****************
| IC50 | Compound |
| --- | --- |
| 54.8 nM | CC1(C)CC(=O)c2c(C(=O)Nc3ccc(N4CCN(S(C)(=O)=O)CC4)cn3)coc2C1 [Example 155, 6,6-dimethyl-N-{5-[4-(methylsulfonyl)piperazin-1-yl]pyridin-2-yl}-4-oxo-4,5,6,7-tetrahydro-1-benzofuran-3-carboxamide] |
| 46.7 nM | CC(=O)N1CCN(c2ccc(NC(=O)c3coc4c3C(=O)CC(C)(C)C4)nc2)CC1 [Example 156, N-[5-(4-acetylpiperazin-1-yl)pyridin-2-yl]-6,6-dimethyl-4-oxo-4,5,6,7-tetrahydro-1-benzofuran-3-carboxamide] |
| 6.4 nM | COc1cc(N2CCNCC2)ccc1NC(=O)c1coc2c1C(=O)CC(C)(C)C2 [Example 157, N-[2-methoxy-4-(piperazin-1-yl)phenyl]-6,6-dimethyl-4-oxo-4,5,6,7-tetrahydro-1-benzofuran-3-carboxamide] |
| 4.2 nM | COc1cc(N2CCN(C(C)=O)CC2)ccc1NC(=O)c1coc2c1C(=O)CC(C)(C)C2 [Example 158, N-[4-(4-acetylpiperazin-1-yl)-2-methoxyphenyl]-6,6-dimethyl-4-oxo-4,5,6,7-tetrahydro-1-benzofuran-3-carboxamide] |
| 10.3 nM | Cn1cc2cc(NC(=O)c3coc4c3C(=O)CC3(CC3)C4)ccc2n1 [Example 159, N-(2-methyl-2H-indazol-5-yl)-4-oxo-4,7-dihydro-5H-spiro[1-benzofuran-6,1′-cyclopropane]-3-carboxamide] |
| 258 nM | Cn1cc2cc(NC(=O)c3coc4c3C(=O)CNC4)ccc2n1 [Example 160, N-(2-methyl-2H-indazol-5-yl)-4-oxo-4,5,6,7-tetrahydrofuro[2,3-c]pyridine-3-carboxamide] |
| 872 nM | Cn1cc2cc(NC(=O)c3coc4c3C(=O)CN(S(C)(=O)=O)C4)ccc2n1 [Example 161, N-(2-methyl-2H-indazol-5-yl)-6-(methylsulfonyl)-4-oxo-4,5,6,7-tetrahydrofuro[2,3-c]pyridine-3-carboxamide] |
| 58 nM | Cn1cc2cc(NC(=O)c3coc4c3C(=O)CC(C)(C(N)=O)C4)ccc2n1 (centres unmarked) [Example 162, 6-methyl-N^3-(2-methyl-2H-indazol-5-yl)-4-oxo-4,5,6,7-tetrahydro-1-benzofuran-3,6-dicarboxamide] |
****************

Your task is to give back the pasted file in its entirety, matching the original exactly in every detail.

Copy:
| IC50 | Compound |
| --- | --- |
| 54.8 nM | CC1(C)CC(=O)c2c(C(=O)Nc3ccc(N4CCN(S(C)(=O)=O)CC4)cn3)coc2C1 [Example 155, 6,6-dimethyl-N-{5-[4-(methylsulfonyl)piperazin-1-yl]pyridin-2-yl}-4-oxo-4,5,6,7-tetrahydro-1-benzofuran-3-carboxamide] |
| 46.7 nM | CC(=O)N1CCN(c2ccc(NC(=O)c3coc4c3C(=O)CC(C)(C)C4)nc2)CC1 [Example 156, N-[5-(4-acetylpiperazin-1-yl)pyridin-2-yl]-6,6-dimethyl-4-oxo-4,5,6,7-tetrahydro-1-benzofuran-3-carboxamide] |
| 6.4 nM | COc1cc(N2CCNCC2)ccc1NC(=O)c1coc2c1C(=O)CC(C)(C)C2 [Example 157, N-[2-methoxy-4-(piperazin-1-yl)phenyl]-6,6-dimethyl-4-oxo-4,5,6,7-tetrahydro-1-benzofuran-3-carboxamide] |
| 4.2 nM | COc1cc(N2CCN(C(C)=O)CC2)ccc1NC(=O)c1coc2c1C(=O)CC(C)(C)C2 [Example 158, N-[4-(4-acetylpiperazin-1-yl)-2-methoxyphenyl]-6,6-dimethyl-4-oxo-4,5,6,7-tetrahydro-1-benzofuran-3-carboxamide] |
| 10.3 nM | Cn1cc2cc(NC(=O)c3coc4c3C(=O)CC3(CC3)C4)ccc2n1 [Example 159, N-(2-methyl-2H-indazol-5-yl)-4-oxo-4,7-dihydro-5H-spiro[1-benzofuran-6,1′-cyclopropane]-3-carboxamide] |
| 258 nM | Cn1cc2cc(NC(=O)c3coc4c3C(=O)CNC4)ccc2n1 [Example 160, N-(2-methyl-2H-indazol-5-yl)-4-oxo-4,5,6,7-tetrahydrofuro[2,3-c]pyridine-3-carboxamide] |
| 872 nM | Cn1cc2cc(NC(=O)c3coc4c3C(=O)CN(S(C)(=O)=O)C4)ccc2n1 [Example 161, N-(2-methyl-2H-indazol-5-yl)-6-(methylsulfonyl)-4-oxo-4,5,6,7-tetrahydrofuro[2,3-c]pyridine-3-carboxamide] |
| 58 nM | Cn1cc2cc(NC(=O)c3coc4c3C(=O)CC(C)(C(N)=O)C4)ccc2n1 (centres unmarked) [Example 162, 6-methyl-N^3-(2-methyl-2H-indazol-5-yl)-4-oxo-4,5,6,7-tetrahydro-1-benzofuran-3,6-dicarboxamide] |